DH Lab 5: The Implications of Interface

From my understanding, an interface is a medium of meaning-making. The UCLA Center for Digital Humanities defines any interface as, “an in-between space, a space of communication and exchange, a place where two worlds, entities, systems meet”. They go on to explain how terminology like ‘windows’ and ‘desktop’ imply real-world, tangible places to be looked through or worked on, parallel to their uses in technology. But as this article points out, an interface might not be as straightforward as looking through a window:

“As with all conventions, these [interfaces] hide assumptions within their format and structure and make it hard to defamiliarize the ways our thinking is constrained by the interfaces we use”

Drucker 2013, UCLA Center for Digital Humanities
Googling ‘desktop’ shows a mix of technology and traditional desks. This search makes it seem that the tech definition of ‘desktop’ has gained more use than the original use of the word. . . but as pointed out in Data Feminism, even Google relies on socially inaccurate assumptions.
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Whose preferred edition?

After another unnecessary trip to the bookstore last semester (I have a bad habit of buying more books than I have time to read), I finally sat down with American Gods, a Neil Gaiman novel turned Starz series, at the suggestion of Prof. McCutcheon. Though the title and premise of the book certainly correlates to religious studies as I know it, the unique introduction flaunted on the cover of the edition I happened to buy, interested me more. Unbeknownst to me — as it was the only available version at Barnes and Noble —  I had purchased the “Tenth Anniversary Author’s Preferred Text”, advertised on Amazon as, “American Gods as Neil Gaiman always meant it to be”. Now, anyone familiar with Roland Barthes essay The Death of the Author (a recent obsession of mine) should take a moment to recognize exactly where this blog post is headed.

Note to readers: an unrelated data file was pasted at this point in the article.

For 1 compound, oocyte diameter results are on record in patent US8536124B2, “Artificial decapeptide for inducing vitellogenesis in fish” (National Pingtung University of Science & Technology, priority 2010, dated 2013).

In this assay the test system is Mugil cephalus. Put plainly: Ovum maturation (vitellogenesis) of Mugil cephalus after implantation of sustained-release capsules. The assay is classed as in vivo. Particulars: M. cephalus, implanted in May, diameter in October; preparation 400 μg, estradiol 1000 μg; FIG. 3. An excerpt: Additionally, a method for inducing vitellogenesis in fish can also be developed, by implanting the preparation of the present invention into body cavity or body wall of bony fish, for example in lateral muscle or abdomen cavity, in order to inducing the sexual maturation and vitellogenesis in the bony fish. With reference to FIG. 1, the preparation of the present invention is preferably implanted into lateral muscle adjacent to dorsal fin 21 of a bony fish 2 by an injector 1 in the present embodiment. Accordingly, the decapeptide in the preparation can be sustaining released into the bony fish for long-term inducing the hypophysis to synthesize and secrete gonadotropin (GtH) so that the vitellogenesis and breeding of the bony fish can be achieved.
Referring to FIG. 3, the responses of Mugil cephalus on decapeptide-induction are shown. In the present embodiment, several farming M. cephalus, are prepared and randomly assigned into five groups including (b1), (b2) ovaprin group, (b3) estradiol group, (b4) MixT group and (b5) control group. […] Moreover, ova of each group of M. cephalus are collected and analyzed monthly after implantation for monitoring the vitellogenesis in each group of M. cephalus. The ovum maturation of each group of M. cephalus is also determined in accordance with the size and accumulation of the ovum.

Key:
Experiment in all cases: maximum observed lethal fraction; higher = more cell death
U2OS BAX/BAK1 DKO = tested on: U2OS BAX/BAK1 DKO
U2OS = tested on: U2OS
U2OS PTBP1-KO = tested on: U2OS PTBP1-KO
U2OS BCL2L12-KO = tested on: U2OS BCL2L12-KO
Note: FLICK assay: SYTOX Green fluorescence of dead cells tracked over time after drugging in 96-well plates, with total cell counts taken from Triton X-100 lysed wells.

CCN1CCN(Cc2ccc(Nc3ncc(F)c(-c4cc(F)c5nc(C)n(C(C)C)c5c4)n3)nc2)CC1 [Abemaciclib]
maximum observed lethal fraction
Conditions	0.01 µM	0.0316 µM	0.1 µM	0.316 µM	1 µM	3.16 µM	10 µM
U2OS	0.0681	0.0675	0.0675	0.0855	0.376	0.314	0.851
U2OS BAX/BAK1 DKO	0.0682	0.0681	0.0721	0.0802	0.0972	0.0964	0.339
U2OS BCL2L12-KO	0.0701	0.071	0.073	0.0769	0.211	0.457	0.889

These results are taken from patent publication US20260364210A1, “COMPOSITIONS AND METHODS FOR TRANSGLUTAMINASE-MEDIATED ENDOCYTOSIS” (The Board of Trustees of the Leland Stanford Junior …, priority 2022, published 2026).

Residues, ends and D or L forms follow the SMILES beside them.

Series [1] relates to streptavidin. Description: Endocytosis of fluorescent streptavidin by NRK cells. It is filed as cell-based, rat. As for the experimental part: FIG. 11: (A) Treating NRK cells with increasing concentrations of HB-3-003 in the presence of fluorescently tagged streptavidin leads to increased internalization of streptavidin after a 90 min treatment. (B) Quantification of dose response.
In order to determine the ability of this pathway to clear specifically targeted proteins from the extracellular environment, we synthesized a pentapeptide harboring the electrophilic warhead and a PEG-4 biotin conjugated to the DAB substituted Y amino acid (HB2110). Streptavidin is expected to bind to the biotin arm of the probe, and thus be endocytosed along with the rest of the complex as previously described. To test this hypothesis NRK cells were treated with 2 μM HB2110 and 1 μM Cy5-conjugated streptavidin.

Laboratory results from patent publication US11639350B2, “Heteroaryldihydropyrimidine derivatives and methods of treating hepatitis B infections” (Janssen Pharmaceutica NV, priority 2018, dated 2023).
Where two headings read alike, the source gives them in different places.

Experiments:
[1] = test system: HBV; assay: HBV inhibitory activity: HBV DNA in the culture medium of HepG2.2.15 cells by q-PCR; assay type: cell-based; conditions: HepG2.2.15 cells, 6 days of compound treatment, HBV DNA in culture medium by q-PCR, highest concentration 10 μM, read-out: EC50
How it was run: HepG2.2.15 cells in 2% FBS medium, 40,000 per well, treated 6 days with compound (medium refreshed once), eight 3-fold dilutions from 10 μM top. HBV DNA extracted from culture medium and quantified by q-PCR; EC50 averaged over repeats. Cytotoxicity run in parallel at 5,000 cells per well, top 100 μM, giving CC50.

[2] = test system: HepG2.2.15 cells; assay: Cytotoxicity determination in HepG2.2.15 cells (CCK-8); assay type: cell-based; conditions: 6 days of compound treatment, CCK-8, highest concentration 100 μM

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Culture on the Edge: An origin story

Last week, Professors Steven Ramey and Vaia Touna sat down to discuss their involvement with the Culture on the Edge research group and blog, along with their two book series. Though the discussion was intended to focus on Prof. Touna’s recent addition to the published series, it naturally led to a conversation on the implications of fabricating origins and identity.

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The Book Event — as told in pictures

Last Thursday, the Religious Studies Department hosted its second annual book event at Ernest & Hadley Booksellers in downtown Tuscaloosa. The refreshments and cozy ambiance created the perfect atmosphere for any book lover to mingle and browse the store. Professors, students, and even Tuscaloosa locals joined us to discuss Prof. Ramey‘s and Prof. Loewen‘s recently published books.

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